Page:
WWS Task Force: Debt Problem or Funding Safety Net Programs

Feb 03 2015
By Nicholas van der Vink
Source Woodrow Wilson School

To address long-term debt issues facing the United States, Congress needs to implement significant changes to entitlement programs and tax policy, concluded an undergraduate Policy Task Force (PTF) at Princeton University’s Woodrow Wilson School of Public and International Affairs.

In a report presented to Sarah Wartell, president of the Urban Institute in Washington, D.C., on Jan. 9, the task force discussed many diverse solutions to the debt crisis. Students argued that significant changes should be made to the tax code to raise more money, make it more equitable, promote economic growth and make the United States more competitive. In addition, other specific recommendations focused on long-term fiscal concerns of major entitlement programs, including Social Security, Medicare, Medicaid and the Affordable Care Act.

Major structural changes – including partial privatization of Social Security and transforming Medicare into an expanded and overhauled version of Medicare Advantage – along with other less controversial recommendations were suggested and discussed between the Wilson School students and think-tank policy fellows.

In the afternoon, the task force met with Senior Policy Fellow Alice Rivlin of the Brookings Institution and former director of the Congressional Budget Office. Rivlin discussed individual program and tax reform recommendations made by the students, challenged the students on their proposals and provided feedback on the task force’s debt reduction plan.

All task force members felt that the course gave them a better understanding of the major fiscal challenges facing the United States. Miranda Rehaut ’16 said, "The task force gave me an understanding of the federal budget, debt and the Safety Net Programs. I am a proud author of several reforms to Social Security."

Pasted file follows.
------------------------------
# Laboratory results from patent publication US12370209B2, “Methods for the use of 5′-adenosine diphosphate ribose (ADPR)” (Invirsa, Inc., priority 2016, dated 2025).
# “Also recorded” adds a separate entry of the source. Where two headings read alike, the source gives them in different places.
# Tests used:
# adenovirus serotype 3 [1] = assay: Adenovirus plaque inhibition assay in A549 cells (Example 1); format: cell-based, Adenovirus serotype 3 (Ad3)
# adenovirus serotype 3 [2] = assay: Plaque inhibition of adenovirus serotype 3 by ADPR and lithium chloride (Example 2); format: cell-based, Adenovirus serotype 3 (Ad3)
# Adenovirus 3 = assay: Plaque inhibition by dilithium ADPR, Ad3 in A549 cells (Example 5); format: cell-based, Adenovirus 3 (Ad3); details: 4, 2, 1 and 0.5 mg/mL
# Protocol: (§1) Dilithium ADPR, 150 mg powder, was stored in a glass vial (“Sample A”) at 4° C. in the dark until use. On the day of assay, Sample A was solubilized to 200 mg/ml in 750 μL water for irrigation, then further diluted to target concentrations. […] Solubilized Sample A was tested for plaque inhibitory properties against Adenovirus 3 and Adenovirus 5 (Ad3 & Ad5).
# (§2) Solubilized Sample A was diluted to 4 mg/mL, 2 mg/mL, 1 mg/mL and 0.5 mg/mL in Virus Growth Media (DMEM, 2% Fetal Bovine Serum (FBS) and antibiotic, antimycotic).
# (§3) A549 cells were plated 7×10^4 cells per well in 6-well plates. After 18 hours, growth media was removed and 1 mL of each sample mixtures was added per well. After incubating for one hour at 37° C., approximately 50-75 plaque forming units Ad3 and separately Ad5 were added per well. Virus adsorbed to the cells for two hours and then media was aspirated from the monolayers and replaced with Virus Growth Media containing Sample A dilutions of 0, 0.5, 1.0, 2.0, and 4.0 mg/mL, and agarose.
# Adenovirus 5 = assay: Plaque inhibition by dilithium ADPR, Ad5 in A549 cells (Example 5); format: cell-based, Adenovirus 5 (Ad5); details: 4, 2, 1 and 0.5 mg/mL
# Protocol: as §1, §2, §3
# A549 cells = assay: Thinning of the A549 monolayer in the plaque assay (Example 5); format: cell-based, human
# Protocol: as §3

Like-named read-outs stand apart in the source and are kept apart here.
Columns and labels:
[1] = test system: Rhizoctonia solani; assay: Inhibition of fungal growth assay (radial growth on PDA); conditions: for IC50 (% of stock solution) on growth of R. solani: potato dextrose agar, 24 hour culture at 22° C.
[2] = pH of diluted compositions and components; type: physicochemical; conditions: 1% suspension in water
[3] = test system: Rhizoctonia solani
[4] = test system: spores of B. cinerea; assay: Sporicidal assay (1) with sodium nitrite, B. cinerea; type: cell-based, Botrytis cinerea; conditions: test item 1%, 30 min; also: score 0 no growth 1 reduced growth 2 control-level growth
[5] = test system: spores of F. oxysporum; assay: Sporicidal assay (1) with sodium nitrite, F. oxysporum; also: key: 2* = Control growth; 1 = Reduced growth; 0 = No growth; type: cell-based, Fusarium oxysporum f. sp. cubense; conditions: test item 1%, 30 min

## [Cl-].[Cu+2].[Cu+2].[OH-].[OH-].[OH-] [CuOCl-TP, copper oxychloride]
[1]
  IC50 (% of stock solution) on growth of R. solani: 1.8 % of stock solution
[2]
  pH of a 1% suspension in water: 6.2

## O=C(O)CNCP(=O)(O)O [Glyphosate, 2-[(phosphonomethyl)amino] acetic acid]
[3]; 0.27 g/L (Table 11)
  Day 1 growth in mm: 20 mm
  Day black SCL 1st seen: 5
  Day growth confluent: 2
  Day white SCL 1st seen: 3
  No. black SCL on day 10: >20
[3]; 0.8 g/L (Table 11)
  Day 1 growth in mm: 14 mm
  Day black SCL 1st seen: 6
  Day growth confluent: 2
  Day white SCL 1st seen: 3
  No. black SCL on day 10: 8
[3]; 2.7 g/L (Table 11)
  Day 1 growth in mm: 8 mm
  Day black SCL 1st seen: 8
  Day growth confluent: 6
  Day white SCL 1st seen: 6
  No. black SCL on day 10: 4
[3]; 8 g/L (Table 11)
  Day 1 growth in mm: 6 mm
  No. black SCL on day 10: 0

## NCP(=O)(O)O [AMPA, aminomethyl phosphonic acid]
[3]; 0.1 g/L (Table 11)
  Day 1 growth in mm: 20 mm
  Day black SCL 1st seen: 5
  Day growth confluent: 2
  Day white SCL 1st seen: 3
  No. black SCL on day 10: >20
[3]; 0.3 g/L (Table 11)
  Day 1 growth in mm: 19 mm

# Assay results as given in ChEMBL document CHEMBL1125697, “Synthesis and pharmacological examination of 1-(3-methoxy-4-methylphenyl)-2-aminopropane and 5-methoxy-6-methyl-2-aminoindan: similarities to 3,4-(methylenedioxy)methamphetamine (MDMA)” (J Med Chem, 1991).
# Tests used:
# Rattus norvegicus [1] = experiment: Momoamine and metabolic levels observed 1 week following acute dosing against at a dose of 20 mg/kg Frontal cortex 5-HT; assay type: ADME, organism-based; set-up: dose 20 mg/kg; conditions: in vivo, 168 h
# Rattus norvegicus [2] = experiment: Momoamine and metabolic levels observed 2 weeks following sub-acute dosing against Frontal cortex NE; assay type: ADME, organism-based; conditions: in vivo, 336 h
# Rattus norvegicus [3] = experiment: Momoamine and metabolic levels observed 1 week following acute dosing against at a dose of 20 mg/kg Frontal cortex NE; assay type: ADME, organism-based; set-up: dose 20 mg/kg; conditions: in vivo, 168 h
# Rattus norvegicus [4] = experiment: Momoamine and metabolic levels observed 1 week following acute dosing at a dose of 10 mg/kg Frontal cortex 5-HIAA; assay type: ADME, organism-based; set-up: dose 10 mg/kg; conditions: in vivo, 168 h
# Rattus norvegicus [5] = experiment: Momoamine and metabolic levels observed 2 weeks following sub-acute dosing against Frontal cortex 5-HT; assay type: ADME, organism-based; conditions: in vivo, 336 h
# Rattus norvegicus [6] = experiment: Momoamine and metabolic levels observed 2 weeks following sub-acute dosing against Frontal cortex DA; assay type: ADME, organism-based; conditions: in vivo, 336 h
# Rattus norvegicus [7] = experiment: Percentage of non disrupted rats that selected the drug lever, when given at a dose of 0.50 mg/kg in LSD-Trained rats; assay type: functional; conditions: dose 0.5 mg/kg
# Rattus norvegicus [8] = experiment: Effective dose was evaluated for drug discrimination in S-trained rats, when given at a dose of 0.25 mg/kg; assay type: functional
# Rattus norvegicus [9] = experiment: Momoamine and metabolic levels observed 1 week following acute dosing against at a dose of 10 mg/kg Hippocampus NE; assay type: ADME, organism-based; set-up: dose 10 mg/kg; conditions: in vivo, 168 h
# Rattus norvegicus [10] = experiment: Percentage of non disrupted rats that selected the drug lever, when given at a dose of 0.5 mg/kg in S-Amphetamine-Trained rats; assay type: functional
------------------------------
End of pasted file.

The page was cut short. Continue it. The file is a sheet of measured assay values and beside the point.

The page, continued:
Members also agreed that the feedback received from these policy experts was an invaluable part of their experience. Matt Kelly ‘16, who researched ways to improve Medicare and reduce costs said, "Traveling to Washington and having our findings scrutinized by people with expertise made the Task Force experience more meaningful."

"Presenting our work and being challenged by renowned figures like Alice Rivlin and Sarah Wartell was a perfect way to end the seminar. It was a unique experience," said Evan Draim ‘16, who presented an option to a partial privatization of Social Security.

The summary report by the Policy Task Force, “Debt Problem or Safety Net: Financing Medicare, Medicaid, and Social Security,” reflected the recommendations of Teresa A. Benvenuti ‘16, Robert A. DeNunzio ‘16, Evan R. Draim ’16, Layton K. Hopper ‘16, Matthew J. Kelly ‘16, Gwendolyn G. Lee ‘16, Stephen A. Li ‘16, Gabriella R. Pezzini ‘16, Miranda E. Rehaut ‘16, and Manraj Singh ‘16.

Nicholas van der Vink ’15 served as senior commissioner of the task force. The task force was directed by Richard F. Keevey, lecturer at the Woodrow Wilson School, former Office of Management and Budget director for New Jersey and former deputy under secretary of defense for finance, and chief financial officer at U.S. Department of Housing and Urban Development.